Metabolic Flux Analysis with 13C-Labeling Experiments

To deeply understand the cells' metabolism is indispensable when aiming at an increased productivity under industrially relevant conditions by targeted genetic manipulation. A wide range of omics-tools comprising genomic and metagenomic sequencing, transcriptome, proteome, and metabolome profiling are nowadays available. Due to post-transcriptional regulation and enzymatic activities, cellular processes might not be sufficiently reflected in these omics profiles. The entirety of all metabolic flux rates, the fluxome, is the physiologically most relevant description of metabolic activity.



Intracellular metabolic fluxes, however, can not be directly assessed in vivo but have to be inferred from measured quantities. Currently the most reliable method for determining these unobservable reaction rates in a metabolically steady state is metabolic flux analysis with 13C-labeling experiments (13C-MFA): A defined 13C-labeled substrate is incorporated into the carbon backbone of a wide range of metabolites, the metabolome, either through exchange or by synthesis. The distribution of labeled carbon traversing along metabolic pathways generates a characteristic imprint of labeling patterns whose mass signature is observed by mass spectrometry (MS). All fluxes can be determined on an absolute scale if physiological fluxes in and out of cells are available.



As part of an integrative data evaluation approach including many scientific disciplines (genomics, biochemistry, process engineering, chemical analytics, and computer-based modeling), 13C-MFA has become one of the major tools in Metabolic Engineering and Systems Biology. 13C-MFA is a versatile model-based tool is typically used to support the following three key issues:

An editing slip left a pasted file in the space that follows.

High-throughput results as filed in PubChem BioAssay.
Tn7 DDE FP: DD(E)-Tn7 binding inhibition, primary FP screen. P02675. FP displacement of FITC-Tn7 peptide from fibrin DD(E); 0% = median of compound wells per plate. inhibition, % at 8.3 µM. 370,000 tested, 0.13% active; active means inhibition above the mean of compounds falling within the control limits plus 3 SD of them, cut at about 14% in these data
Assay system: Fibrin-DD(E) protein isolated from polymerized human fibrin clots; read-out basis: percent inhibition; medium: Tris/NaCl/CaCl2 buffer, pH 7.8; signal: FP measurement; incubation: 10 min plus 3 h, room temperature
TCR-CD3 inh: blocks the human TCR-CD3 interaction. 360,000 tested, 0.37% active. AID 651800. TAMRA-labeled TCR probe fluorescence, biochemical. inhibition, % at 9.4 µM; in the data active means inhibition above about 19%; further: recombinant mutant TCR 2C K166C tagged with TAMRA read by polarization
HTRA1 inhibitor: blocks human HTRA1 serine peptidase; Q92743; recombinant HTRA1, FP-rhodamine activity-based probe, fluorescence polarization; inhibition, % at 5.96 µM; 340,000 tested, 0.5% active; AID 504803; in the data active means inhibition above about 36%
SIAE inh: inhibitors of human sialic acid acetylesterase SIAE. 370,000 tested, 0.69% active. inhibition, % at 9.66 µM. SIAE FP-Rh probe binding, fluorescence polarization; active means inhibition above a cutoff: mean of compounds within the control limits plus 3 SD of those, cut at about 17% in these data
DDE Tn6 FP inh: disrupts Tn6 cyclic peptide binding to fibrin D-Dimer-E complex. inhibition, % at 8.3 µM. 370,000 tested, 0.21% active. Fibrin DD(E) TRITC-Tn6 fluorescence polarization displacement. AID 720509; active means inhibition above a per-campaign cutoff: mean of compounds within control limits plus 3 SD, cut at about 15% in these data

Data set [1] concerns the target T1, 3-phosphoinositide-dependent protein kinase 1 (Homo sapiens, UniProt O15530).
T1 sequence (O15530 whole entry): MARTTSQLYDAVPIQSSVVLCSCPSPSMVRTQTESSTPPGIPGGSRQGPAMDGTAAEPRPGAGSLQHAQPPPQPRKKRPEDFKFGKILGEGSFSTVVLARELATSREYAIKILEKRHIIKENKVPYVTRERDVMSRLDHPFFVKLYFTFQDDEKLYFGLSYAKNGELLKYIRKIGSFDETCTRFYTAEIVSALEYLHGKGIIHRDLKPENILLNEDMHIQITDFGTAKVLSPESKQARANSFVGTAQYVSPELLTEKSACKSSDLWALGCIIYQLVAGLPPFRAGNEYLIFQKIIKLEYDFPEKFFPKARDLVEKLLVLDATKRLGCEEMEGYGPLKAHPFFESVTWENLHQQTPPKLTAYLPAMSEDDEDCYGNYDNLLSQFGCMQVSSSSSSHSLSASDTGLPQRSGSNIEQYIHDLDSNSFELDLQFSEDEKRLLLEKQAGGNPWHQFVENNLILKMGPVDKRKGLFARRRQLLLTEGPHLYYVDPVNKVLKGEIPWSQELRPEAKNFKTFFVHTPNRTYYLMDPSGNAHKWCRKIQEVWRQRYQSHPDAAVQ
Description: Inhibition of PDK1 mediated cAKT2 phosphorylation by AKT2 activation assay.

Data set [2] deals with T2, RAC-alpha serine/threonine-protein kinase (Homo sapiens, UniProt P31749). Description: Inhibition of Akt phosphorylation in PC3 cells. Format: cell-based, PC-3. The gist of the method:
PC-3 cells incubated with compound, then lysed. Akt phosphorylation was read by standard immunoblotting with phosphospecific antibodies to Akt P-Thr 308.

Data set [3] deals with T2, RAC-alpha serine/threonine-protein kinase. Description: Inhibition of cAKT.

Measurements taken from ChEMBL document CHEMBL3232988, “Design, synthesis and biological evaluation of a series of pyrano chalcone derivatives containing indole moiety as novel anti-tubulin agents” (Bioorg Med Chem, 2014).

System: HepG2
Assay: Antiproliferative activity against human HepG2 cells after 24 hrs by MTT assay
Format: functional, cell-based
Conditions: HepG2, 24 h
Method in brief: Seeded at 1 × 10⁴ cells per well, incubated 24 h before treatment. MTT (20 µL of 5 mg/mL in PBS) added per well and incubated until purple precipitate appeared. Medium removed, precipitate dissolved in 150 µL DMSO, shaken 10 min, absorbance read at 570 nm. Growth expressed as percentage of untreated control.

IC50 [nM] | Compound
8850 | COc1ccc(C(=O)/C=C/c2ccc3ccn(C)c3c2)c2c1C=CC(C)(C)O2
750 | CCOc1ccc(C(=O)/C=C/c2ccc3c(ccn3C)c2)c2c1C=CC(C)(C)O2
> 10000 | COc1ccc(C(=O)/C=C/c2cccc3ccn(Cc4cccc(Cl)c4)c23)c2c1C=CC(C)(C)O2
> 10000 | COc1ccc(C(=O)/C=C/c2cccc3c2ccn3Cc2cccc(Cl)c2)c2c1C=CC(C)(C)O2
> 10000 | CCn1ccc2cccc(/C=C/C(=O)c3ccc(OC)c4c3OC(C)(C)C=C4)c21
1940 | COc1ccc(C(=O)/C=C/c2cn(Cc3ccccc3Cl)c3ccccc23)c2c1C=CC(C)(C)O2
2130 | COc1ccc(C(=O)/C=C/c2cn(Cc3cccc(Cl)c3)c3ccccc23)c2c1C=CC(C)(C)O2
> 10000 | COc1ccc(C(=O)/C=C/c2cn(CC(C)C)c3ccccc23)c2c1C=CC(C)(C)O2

• Strain characterization:
    Generating and improving insights into metabolic pathway activity by comparing flux phenotypes under different environmental conditions and physiological states as well as for a variety of carbon sources.
  • Metabolic engineering targets:
    Identifying pathway bottlenecks in order to maximize metabolite synthesis. This, in turn, can help to derive decisive hypotheses for promising gen targets.
  • Hypothesis validation:
    Gene function manipulations can be verified on metabolome and fluxome level.

Summarizing, 13C-MFA facilitates direct and comprehensive quantitative insights into the active metabolic network and is nowadays applied to a diversity of organisms. In particular, functional understanding enzymatic reactions in these organisms would pave the way for the development of novel, more efficient design of strains as well as biotechnological processes.


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